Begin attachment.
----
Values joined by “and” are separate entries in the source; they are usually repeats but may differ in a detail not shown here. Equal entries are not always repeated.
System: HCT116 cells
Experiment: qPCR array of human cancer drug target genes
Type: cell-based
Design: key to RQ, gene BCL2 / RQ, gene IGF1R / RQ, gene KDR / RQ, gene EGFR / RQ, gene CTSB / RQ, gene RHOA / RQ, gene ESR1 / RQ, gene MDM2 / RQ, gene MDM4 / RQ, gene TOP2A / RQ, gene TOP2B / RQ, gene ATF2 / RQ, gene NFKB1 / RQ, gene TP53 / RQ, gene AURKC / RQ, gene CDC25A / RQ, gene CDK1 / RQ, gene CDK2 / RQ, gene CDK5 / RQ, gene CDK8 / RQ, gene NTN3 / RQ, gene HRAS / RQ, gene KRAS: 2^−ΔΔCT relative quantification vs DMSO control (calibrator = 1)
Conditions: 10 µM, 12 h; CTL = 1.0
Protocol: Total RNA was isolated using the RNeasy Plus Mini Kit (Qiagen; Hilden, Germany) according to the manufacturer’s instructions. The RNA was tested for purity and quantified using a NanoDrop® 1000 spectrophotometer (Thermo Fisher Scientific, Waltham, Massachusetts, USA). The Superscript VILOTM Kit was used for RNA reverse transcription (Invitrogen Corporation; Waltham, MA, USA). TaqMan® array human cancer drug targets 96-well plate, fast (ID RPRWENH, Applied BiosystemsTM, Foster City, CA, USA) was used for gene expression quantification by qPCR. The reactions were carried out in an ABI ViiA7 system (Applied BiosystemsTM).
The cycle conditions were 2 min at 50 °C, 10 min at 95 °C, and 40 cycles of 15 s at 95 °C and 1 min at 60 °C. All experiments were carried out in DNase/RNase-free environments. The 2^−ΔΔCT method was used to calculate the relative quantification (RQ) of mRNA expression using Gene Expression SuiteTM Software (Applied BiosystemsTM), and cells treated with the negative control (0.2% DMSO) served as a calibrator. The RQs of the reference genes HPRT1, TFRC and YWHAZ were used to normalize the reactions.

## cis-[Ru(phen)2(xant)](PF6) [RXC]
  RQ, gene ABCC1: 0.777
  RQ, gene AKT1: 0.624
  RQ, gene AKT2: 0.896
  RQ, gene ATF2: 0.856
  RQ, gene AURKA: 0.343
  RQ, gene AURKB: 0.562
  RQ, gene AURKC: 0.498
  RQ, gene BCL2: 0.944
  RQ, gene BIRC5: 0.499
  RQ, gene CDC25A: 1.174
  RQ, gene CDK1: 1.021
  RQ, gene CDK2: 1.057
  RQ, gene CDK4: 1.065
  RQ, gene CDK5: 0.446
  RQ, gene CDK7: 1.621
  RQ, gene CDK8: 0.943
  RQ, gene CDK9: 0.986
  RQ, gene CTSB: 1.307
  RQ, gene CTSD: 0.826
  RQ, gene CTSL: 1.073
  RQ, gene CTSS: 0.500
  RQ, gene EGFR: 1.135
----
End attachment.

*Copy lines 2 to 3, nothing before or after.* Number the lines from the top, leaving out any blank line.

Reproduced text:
System: HCT116 cells
Experiment: qPCR array of human cancer drug target genes